But Clijsters knew that would be part of the deal as she decided to embark on a second tennis career. She started thinking about ending her retirement seriously early this year, after being invited to play in exhibition matches to test Wimbledon's new Centre Court roof.
    As Clijsters began to get in shape for that, she knew a return to the tour was what she wanted. Maybe even needed.
    "I wasn't surprised when Kim told me she wanted to give her tennis career another go. I knew she was young enough, and the more times she picked up the racket, the more the competitive bug bit her," said her husband, Brian Lynch, an American who played professional basketball in Belgium. "I'm excited and happy for her that our family has a chance to go on this adventure together."
    Clijsters looked at times Monday like she never went away: those deep forehands, all-over-the-court movement, the occasional volley.
    "Just the match rhythm, I think, is something I have to get used to," Clijsters said. "OK, matches like this today I didn't really get tested."
    Kutuzova explained why afterward: She was bitten by a spider a couple of days ago and had a bad allergic reaction, one that left parts of her arms red and swollen. A doctor gave her some medicine too much medicine, Kutuzova said.
    "I wasn't even sure if I can play, because I was feeling very bad. When it was long points, I couldn't breathe," she said. "I couldn't really see the ball, and everything was twisting."
    Still, Kutuzova was impressed by the woman across the net: Kim Clijsters, back on a Grand Slam stage, back at the U.S. Open.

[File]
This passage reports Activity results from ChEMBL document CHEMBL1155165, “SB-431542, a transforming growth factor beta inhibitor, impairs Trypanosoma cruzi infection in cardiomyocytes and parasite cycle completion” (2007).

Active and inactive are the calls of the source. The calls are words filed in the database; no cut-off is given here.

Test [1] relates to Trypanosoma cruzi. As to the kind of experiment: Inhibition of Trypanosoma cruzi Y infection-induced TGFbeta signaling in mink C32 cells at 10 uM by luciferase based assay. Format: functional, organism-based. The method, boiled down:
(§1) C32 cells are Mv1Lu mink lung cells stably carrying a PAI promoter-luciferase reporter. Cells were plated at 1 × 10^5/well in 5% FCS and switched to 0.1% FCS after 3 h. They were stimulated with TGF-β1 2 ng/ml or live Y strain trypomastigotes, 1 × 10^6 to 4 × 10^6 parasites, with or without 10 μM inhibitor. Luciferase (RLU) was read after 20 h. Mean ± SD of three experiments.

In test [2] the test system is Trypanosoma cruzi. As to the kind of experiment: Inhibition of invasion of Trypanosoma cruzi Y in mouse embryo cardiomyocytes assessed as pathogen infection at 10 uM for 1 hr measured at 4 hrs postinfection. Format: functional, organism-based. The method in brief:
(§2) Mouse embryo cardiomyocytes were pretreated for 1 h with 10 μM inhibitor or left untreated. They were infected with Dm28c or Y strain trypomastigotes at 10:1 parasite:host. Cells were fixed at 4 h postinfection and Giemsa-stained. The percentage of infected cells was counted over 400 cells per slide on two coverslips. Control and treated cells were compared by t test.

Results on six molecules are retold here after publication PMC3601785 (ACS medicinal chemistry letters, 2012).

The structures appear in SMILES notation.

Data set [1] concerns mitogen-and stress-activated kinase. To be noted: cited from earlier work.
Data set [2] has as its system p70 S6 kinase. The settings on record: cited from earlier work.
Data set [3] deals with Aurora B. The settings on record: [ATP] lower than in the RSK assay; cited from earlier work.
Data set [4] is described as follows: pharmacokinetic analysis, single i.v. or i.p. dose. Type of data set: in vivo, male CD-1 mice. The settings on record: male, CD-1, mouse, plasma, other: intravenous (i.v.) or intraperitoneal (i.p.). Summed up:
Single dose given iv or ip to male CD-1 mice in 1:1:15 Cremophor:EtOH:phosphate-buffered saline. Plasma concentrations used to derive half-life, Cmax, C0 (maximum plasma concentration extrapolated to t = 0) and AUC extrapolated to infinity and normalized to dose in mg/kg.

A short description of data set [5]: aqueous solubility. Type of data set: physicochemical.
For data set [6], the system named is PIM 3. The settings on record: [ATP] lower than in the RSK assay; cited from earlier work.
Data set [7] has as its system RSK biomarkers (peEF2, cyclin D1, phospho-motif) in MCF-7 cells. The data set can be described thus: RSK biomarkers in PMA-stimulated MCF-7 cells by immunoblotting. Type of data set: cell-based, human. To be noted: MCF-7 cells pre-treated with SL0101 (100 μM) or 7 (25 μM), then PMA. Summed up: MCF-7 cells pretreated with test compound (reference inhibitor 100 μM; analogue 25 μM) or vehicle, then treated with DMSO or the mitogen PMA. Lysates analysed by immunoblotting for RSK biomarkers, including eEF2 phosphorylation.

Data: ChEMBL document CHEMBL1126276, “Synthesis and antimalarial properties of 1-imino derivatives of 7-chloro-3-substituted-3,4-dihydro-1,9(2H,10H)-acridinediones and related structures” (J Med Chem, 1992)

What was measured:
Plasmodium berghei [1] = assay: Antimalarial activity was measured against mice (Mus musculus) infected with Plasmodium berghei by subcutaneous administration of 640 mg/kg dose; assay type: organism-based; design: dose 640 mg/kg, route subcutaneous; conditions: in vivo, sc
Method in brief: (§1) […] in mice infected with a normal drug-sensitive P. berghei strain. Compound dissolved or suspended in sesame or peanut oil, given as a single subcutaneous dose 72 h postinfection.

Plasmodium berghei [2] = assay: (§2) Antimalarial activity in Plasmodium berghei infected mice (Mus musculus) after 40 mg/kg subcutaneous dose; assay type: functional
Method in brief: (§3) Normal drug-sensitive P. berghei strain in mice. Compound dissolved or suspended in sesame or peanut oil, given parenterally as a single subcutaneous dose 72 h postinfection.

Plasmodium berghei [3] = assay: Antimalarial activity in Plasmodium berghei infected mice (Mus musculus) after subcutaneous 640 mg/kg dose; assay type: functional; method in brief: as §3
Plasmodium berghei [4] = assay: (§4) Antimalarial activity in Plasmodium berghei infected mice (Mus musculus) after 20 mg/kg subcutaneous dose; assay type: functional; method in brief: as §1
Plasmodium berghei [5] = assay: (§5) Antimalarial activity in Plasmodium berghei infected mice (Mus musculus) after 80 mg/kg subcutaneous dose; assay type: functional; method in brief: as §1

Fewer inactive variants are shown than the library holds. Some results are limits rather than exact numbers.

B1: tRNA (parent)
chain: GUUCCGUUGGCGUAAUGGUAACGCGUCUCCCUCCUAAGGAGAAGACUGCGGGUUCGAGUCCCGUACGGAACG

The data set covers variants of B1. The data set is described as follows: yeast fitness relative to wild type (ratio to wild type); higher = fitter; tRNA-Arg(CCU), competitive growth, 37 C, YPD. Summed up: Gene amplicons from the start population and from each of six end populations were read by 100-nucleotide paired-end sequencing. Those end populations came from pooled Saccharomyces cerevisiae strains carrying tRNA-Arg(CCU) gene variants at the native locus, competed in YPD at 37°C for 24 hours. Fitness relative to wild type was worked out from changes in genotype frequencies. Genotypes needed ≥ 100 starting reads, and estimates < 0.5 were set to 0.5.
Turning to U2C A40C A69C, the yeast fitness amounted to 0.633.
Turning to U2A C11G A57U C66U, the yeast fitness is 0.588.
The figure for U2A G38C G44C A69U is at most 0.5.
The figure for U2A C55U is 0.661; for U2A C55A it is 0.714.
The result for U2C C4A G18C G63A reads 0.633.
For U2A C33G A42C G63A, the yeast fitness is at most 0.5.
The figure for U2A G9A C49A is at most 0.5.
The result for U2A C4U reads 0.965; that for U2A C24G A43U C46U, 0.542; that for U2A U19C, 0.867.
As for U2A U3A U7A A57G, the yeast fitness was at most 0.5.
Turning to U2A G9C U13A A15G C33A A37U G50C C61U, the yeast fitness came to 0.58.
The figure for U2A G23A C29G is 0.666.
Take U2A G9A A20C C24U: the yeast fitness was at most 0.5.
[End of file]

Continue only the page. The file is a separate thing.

"I didn't see any difference," Kutuzova said, "between how she was playing before and how she's playing now."

    *~*~*~*ღ*~*~*~**~*~*~*ღ*~*~*~*

    2m4ccw6 - VWilliams struggles with serve, knee, foe at Open

    *~*~*~*ღ*~*~*~**~*~*~*ღ*~*~*~*

  2. #2
    Join Date
    Feb 2008
    Location
    Islamabad, UK
    Posts
    88,506
    Mentioned
    1028 Post(s)
    Tagged
    9706 Thread(s)
    Thanked
    603
    Rep Power
    21474934

    Default Re: VWilliams struggles with serve, knee, foe at O

    awwww

    chalo koi nahi

    where is sharapove

  3. #3
    Join Date
    May 2009
    Location
    Lahore
    Age
    32
    Posts
    10,281
    Mentioned
    0 Post(s)
    Tagged
    0 Thread(s)
    Thanked
    0
    Rep Power
    0

    Default Re: VWilliams struggles with serve, knee, foe at O

    /up

Posting Permissions

  • You may not post new threads
  • You may not post replies
  • You may not post attachments
  • You may not edit your posts
  •